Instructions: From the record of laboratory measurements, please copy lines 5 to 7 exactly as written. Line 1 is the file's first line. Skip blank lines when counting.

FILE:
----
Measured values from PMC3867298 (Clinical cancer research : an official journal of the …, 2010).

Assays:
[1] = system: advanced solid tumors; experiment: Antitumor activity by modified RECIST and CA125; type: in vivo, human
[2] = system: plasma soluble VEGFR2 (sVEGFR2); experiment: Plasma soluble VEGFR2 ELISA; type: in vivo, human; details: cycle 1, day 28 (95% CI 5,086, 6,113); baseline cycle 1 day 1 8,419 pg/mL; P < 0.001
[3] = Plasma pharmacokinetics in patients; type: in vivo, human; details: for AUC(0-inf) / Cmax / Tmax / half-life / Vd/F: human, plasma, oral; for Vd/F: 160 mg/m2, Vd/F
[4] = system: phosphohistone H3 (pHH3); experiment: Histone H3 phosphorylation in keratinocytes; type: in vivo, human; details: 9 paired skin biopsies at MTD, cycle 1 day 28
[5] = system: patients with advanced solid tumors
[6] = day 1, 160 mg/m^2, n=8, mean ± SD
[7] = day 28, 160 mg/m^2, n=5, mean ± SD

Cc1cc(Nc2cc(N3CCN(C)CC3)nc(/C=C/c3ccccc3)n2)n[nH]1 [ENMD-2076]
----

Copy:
[3] = Plasma pharmacokinetics in patients; type: in vivo, human; details: for AUC(0-inf) / Cmax / Tmax / half-life / Vd/F: human, plasma, oral; for Vd/F: 160 mg/m2, Vd/F
[4] = system: phosphohistone H3 (pHH3); experiment: Histone H3 phosphorylation in keratinocytes; type: in vivo, human; details: 9 paired skin biopsies at MTD, cycle 1 day 28
[5] = system: patients with advanced solid tumors